AK: What was your inspiration for creating the Iraqi Kurdistan piece? Did you plan the flipbook style in advance or was it more something you came to afterwards? 

I did not plan this. It was something I discovered while editing the project for the magazine story and then for my archives. It was also the first time I had shot a large story for NG digitally, so I literally had over 17000 images in one folder and one catalogue. As I edited I started to see these sequences and it sparked my imagination. I also realized my shooting style had changed from the days of a Leica and film. I was shooting more freely and this inspiration was an organic outgrowth from the work I'd been doing in multimedia and video since 2000.

AK: I think the unique thing about IK is how tightly it is synchronized with the music. The sequences seem to orbit around a final, powerful composition that is punctuated by a note of music or a pause. Where did you find the music, and did you construct the piece around the music or the other way around?

When I originally started work on this piece, it was with Lauren Rosenfeld, who was working with my wife, Julie Winokur, in our studio. I asked her to put the initial sequences together and then find music that was appropriate for the subject. Lauren did a lot of research on the internet at Iranian and Kurdish music sites to find the right pieces of music. We then handed a very rough 9 minute piece to Brian Storm and Eric Maierson at MediaStorm. They then turned it into the symphony it became. The coordination of the music with flow of images was crucial and inspired and ultimately the real magic of the piece.

AK: I understand (from hearing Brian Storm talk about it) that you used Final Cut as the sequencing tool. Had you worked with motion sequencing before, and what was your impression of working in Final Cut?  

I don't do Final Cut Pro. I work with people who know it. But from what I can tell, it's the program of choice and really gives you the keys to the creative kingdom of multimedia and filmmaking.

AK: On the Lightstalkers photojournalism forum, someone posted an early version of IK and there was an amazing amount of negativity. There was all the usual criticism to something novel ("Its been done", "technique overpowers the images", etc) but there was also some pretty vitriolic stuff ("inherently fascist" [??]). At some point both you and MSNBC Multimedia Director Robert Hood respond to the criticism. Hood had some really good points about how this piece resonated with young people, and with his colleagues at MSNBC. He just seemed to be talking about the piece on a different level than the rest of the discussion. So, a couple questions here: Do you think there is a disconnect between the work that photojournalists are pursuing and what the media and their audience really respond to? Is this a problem that fresh forms of media can alleviate or do you think photojournalists are just hopelessly out of touch?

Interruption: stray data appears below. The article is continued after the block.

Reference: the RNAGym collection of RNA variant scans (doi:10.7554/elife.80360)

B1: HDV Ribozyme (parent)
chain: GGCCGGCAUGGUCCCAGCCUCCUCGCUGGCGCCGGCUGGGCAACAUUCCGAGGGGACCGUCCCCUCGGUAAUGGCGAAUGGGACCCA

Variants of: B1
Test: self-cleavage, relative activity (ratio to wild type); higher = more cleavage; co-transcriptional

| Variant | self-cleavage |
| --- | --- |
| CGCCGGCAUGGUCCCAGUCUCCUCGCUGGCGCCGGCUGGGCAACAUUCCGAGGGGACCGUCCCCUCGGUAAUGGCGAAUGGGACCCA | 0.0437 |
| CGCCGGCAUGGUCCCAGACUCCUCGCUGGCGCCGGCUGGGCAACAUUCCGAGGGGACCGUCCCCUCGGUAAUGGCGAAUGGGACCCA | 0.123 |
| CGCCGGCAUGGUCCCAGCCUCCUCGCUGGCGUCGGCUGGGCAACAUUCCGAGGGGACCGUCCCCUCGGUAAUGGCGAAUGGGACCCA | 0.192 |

I feel the vitriol was for a few reasons;  people with too much time on their hands, the size and quality of the web versions (back to that in a sec) and the fact it was something very different and for new (although it's really a digital version of something that is very old). The work I produce in this form, call in multimedia or short films, is really intended and best seen on a big screen with great audio. It's a shame to show it on such small viewers, as we are stuck with for now on the internet. I'm sure that will change with time and the fidelity of web players has already improved markedly in the past few years. Also, since we created this piece, it's been accepted and shown in at least 6 film festivals, at Arles Photo Festival in France and many other festivals and art exhibits including the George Eastman House Museum.  

What this shows me is the photojournalism community, or at least as it was thinking a few years ago, is hopelessly out of touch with what we can do and what people want, or at least want they are willing to look at and appreciate. I know I took a huge risk in creating that piece, as I "showed" many less than perfect images. But the point of this piece was not to prove I am a great photographer. At this point I feel vindicated and overwhelmingly appreciated. I have also noticed that so many multimedia pieces now have at least a bit of the "flipbook" sequencing it them. I take that as a good sign that the Iraqi Kurdistan Flipbook opened up a door for other's to find expanded ways to visually express themselves and construct visual narratives.

AK: Do you think the reaction to IK would be the same had you done it yesterday?  

Only if it hadn't been done yet.

Screen shot 2009-11-19 at 9.43.53 AM.png

AK: Since IK, you have produced quite a volume of multimedia through Talking Eyes Media. Do you see the flipbook style as a one-off experiment or part of a different thread in your work?  

The Flipbook style has become a more concious part of my shooting style at times, and also a tool for visual storytelling in the final pieces. But it is not something we always do or feel is always appropriate. If it is overused, then it loses it's impact. When it's used well, it's very exciting and evocative. 

AK: The current trend of convergence between still and motion picture tools has encouraged a lot of photographers to start exploring video more and video shooters to become more interested in still photography. Certainly it is driven by the need to find new revenue streams, but what do you think this trend means for storytelling? For hard journalism?

I am loving exploring the nexus between moving and still imagery and finding new ways to employ that energy to tell compelling stories and excite viewers in fresh ways. My only concern is that I don't want to lose still photography in visual storytelling. It would be tragic if we lost still images as a form of art, education, storytelling, entertainment and journalism above all else.


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(01.11.10 @ 10:04 AM)

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(01.12.10 @ 08:40 AM)